I do not know how this is to be resolved. It could be a multi-approach: some of the procedural provisions could be dealt with in the code, having legal effect; some provisions would essentially have to remain in the Bill. I cannot entertain how that should be done; in fact, I do not know. It is a difficult matter to resolve, but I do know that it must be done.
If the Government were to accept Amendment No. 65, then, subject to the advice of my noble friends Lord Kingsland and Lord Hunt of Wirral, one would have to consider whether these judicial review amendments would be required in the amended Bill, or whether they would be otiose, as the principle would have been accepted.
I do not wish to take much more time, but I shall conclude with a word to seek to alleviate the concern of the noble Lord, Lord Whitty, who I am glad to see in his place. I have the greatest possible respect for him, and I have disagreed with him on too many occasions. With respect, the noble Lord seems to be unaware that consumer interests can be contrary to public interests and that if they are, as was explained by the noble and learned Baroness, Lady Butler-Sloss, they must be subservient to the public interest. That is the first concept that I ask the noble Lord to consider. The noble Lord does not seem to be aware that it is in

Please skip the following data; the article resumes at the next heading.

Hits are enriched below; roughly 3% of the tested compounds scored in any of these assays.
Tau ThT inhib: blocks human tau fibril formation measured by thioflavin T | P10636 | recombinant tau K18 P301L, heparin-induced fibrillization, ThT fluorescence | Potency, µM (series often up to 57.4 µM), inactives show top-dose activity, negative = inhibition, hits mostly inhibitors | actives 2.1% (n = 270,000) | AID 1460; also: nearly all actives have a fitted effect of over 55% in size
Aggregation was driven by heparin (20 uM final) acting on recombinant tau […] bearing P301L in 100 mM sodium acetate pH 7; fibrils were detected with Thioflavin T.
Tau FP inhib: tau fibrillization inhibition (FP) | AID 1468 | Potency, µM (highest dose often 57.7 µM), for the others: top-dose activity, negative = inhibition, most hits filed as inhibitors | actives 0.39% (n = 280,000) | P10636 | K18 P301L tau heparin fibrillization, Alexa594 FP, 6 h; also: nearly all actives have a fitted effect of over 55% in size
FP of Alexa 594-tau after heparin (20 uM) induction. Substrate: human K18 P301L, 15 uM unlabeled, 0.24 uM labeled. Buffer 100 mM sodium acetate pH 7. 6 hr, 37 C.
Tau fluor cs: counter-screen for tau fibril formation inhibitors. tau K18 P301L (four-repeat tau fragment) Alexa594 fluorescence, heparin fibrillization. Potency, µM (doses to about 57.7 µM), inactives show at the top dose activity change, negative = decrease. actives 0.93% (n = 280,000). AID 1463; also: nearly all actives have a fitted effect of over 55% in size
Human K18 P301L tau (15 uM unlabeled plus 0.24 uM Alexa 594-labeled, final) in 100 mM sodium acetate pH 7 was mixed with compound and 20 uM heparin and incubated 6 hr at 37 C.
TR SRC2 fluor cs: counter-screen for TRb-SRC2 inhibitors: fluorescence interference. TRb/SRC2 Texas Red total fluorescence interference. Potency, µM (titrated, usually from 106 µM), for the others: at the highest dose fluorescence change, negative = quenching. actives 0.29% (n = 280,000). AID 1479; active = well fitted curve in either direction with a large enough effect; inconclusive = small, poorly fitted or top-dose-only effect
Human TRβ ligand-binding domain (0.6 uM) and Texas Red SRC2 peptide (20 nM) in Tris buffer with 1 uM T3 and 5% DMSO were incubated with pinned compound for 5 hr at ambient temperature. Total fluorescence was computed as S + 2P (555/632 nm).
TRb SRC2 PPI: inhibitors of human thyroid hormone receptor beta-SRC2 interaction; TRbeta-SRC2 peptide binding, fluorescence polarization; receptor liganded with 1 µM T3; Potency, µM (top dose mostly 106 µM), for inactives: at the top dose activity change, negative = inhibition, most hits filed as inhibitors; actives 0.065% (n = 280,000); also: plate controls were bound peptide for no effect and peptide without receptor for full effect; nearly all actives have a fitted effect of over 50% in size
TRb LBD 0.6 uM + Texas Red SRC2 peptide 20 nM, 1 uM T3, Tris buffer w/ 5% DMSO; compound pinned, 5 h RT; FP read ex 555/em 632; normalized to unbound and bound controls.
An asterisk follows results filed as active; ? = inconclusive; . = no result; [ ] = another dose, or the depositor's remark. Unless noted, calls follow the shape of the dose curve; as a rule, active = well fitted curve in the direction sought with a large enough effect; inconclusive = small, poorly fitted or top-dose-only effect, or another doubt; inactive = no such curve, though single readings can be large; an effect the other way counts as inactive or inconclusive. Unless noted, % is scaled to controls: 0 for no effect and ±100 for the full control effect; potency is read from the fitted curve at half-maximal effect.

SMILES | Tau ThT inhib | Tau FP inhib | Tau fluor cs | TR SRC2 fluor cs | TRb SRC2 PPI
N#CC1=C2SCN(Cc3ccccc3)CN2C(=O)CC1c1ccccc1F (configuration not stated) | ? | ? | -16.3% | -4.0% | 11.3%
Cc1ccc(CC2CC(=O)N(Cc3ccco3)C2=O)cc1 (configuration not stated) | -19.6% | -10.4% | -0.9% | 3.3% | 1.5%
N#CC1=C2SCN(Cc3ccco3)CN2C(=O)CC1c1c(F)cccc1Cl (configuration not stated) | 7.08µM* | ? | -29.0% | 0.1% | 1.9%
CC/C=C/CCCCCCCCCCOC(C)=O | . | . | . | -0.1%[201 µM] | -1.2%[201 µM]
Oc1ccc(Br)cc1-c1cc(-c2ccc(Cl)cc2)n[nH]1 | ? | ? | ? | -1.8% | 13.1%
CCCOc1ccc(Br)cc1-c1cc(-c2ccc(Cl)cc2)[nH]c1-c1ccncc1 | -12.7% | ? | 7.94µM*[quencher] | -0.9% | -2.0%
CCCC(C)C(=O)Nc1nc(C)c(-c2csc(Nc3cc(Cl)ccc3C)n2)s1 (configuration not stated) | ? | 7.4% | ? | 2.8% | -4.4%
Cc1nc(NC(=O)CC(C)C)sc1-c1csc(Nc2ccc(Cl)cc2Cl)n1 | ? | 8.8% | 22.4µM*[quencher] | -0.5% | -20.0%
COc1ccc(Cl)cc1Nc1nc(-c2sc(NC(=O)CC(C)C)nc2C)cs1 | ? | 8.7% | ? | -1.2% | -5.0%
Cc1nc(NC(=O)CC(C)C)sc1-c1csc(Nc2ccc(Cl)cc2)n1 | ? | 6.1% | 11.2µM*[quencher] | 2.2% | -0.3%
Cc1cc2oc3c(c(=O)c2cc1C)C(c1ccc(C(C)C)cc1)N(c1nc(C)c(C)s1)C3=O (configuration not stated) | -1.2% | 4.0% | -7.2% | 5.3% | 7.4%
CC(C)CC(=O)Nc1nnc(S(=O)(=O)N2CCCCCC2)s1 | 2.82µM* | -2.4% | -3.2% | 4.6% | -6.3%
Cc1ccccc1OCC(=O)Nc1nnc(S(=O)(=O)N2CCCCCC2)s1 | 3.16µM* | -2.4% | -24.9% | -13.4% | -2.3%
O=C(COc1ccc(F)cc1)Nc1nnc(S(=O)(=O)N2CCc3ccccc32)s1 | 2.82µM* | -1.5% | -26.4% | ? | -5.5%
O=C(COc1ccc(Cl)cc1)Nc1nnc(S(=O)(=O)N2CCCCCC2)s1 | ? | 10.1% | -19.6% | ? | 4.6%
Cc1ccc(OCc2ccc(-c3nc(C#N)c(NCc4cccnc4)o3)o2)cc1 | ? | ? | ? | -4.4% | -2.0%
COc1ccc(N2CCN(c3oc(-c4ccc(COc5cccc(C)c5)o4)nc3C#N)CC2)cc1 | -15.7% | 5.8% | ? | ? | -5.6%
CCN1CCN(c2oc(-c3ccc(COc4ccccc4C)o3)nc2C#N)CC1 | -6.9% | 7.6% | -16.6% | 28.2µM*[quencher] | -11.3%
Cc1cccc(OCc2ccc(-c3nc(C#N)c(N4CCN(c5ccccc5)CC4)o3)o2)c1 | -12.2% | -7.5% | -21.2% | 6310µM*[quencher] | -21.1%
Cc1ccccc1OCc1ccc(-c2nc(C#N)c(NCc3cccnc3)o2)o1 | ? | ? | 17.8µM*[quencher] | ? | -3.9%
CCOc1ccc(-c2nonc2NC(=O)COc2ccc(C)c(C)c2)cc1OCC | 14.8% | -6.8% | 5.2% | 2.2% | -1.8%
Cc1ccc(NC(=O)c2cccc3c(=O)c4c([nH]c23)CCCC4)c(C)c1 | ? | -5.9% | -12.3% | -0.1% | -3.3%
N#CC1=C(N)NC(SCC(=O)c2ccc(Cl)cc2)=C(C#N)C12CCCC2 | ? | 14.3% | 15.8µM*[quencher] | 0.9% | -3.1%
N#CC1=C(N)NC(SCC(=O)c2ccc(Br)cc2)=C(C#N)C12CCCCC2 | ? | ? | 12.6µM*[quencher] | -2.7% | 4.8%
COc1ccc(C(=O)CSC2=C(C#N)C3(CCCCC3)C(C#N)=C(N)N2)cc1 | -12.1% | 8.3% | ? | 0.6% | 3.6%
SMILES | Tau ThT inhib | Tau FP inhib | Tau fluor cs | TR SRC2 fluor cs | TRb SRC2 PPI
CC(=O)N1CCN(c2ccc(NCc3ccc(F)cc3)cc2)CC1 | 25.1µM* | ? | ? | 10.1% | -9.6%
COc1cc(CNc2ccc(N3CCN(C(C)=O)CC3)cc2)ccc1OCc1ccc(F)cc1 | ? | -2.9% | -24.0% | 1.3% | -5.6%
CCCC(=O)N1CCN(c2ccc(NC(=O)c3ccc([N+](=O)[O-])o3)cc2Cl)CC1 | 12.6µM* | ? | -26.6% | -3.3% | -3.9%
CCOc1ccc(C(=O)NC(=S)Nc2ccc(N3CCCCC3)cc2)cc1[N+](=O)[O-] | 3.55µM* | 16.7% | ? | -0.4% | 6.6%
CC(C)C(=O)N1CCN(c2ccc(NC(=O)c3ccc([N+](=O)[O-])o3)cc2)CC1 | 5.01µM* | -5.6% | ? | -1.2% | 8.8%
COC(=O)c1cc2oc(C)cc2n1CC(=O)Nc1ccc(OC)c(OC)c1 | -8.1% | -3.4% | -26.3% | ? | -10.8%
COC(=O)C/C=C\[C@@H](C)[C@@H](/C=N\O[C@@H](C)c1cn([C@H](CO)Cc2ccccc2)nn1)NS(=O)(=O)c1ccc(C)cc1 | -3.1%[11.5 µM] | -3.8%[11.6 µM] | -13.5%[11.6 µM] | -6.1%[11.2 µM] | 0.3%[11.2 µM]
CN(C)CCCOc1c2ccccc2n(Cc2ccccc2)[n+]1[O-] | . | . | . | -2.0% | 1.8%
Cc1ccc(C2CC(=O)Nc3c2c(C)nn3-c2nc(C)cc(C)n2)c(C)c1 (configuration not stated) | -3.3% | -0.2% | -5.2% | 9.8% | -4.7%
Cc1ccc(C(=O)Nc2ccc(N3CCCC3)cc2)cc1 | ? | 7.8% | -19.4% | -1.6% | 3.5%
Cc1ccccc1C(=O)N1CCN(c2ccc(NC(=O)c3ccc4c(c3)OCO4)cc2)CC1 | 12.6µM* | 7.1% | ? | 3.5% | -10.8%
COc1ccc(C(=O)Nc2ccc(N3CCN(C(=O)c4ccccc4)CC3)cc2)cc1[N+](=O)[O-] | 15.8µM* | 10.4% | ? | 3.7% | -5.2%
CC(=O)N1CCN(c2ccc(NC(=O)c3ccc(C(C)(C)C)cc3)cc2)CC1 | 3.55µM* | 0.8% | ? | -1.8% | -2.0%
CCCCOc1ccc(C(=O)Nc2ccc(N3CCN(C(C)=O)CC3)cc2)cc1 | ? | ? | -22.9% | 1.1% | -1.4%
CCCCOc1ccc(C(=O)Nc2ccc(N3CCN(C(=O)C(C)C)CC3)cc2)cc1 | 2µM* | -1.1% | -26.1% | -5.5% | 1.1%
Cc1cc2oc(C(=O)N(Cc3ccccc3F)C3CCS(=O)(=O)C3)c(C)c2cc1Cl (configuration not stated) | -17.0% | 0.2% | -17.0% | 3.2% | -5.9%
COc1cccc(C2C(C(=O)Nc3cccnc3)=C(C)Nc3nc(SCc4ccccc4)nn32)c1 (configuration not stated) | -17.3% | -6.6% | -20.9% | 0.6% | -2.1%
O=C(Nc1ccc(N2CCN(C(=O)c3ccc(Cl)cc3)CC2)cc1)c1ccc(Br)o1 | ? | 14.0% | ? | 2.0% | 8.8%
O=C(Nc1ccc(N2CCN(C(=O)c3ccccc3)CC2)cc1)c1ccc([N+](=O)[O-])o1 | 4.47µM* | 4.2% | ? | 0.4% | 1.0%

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Lord Hunt of Wirral: I am very grateful to my noble friend Lord Campbell of Alloway not only for his tremendously hard work on the Joint Committee, but also for giving us an opportunity to look at what rights of appeal exist about decisions of the Legal Services Board. The amendment, to which I readily put my name, provides for one means of challenge, but the Joint Committee was greatly exercised by the fact that the Bill provides restricted rights of statutory appeal. Paragraph 186 of the Joint Committees report states: